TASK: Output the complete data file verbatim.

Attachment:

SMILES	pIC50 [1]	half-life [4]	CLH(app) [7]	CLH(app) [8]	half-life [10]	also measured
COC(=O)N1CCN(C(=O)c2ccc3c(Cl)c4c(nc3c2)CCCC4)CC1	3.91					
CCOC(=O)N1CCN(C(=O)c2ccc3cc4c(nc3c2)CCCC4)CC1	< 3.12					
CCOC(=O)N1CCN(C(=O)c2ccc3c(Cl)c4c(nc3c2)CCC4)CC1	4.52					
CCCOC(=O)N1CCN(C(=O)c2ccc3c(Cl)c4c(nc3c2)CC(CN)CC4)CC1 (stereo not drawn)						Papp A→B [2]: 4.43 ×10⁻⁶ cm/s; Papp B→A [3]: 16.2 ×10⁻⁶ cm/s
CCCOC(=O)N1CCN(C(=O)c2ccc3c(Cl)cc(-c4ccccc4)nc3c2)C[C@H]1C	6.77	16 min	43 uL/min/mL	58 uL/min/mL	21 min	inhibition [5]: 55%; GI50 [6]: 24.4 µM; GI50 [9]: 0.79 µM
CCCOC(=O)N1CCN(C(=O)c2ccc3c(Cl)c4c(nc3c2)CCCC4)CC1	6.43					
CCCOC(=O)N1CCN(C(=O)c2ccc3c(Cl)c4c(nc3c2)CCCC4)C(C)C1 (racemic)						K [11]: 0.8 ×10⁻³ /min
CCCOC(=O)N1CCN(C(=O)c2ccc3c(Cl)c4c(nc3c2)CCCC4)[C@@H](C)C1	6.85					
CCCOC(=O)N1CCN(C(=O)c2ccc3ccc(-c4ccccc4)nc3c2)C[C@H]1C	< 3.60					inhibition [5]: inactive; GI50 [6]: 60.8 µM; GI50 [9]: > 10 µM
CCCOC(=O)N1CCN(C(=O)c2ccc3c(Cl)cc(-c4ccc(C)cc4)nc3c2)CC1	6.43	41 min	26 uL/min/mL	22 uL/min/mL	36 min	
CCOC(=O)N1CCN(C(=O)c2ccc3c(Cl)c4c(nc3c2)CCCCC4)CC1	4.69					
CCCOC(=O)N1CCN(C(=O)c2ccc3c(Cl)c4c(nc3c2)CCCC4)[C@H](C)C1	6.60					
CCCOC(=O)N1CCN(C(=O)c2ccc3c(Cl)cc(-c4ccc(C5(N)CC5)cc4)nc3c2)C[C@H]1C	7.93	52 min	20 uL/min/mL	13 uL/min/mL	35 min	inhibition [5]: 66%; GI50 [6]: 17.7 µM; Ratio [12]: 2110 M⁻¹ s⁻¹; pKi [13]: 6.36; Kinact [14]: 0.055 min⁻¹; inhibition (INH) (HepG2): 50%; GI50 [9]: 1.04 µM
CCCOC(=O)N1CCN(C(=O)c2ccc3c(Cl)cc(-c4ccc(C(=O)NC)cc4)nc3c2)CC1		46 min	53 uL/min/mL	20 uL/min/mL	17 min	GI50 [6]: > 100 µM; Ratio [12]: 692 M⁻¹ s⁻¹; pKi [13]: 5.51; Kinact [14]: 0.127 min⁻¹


SMILES	pIC50 [1]	half-life [4]	CLH(app) [7]	CLH(app) [8]	half-life [10]	also measured
COC(=O)N1CCN(C(=O)c2ccc3c(Cl)c4c(nc3c2)CCCC4)CC1	3.91					
CCOC(=O)N1CCN(C(=O)c2ccc3cc4c(nc3c2)CCCC4)CC1	< 3.12					
CCOC(=O)N1CCN(C(=O)c2ccc3c(Cl)c4c(nc3c2)CCC4)CC1	4.52					
CCCOC(=O)N1CCN(C(=O)c2ccc3c(Cl)c4c(nc3c2)CC(CN)CC4)CC1 (stereo not drawn)						Papp A→B [2]: 4.43 ×10⁻⁶ cm/s; Papp B→A [3]: 16.2 ×10⁻⁶ cm/s
CCCOC(=O)N1CCN(C(=O)c2ccc3c(Cl)cc(-c4ccccc4)nc3c2)C[C@H]1C	6.77	16 min	43 uL/min/mL	58 uL/min/mL	21 min	inhibition [5]: 55%; GI50 [6]: 24.4 µM; GI50 [9]: 0.79 µM
CCCOC(=O)N1CCN(C(=O)c2ccc3c(Cl)c4c(nc3c2)CCCC4)CC1	6.43					
CCCOC(=O)N1CCN(C(=O)c2ccc3c(Cl)c4c(nc3c2)CCCC4)C(C)C1 (racemic)						K [11]: 0.8 ×10⁻³ /min
CCCOC(=O)N1CCN(C(=O)c2ccc3c(Cl)c4c(nc3c2)CCCC4)[C@@H](C)C1	6.85					
CCCOC(=O)N1CCN(C(=O)c2ccc3ccc(-c4ccccc4)nc3c2)C[C@H]1C	< 3.60					inhibition [5]: inactive; GI50 [6]: 60.8 µM; GI50 [9]: > 10 µM
CCCOC(=O)N1CCN(C(=O)c2ccc3c(Cl)cc(-c4ccc(C)cc4)nc3c2)CC1	6.43	41 min	26 uL/min/mL	22 uL/min/mL	36 min	
CCOC(=O)N1CCN(C(=O)c2ccc3c(Cl)c4c(nc3c2)CCCCC4)CC1	4.69					
CCCOC(=O)N1CCN(C(=O)c2ccc3c(Cl)c4c(nc3c2)CCCC4)[C@H](C)C1	6.60					
CCCOC(=O)N1CCN(C(=O)c2ccc3c(Cl)cc(-c4ccc(C5(N)CC5)cc4)nc3c2)C[C@H]1C	7.93	52 min	20 uL/min/mL	13 uL/min/mL	35 min	inhibition [5]: 66%; GI50 [6]: 17.7 µM; Ratio [12]: 2110 M⁻¹ s⁻¹; pKi [13]: 6.36; Kinact [14]: 0.055 min⁻¹; inhibition (INH) (HepG2): 50%; GI50 [9]: 1.04 µM
CCCOC(=O)N1CCN(C(=O)c2ccc3c(Cl)cc(-c4ccc(C(=O)NC)cc4)nc3c2)CC1		46 min	53 uL/min/mL	20 uL/min/mL	17 min	GI50 [6]: > 100 µM; Ratio [12]: 692 M⁻¹ s⁻¹; pKi [13]: 5.51; Kinact [14]: 0.127 min⁻¹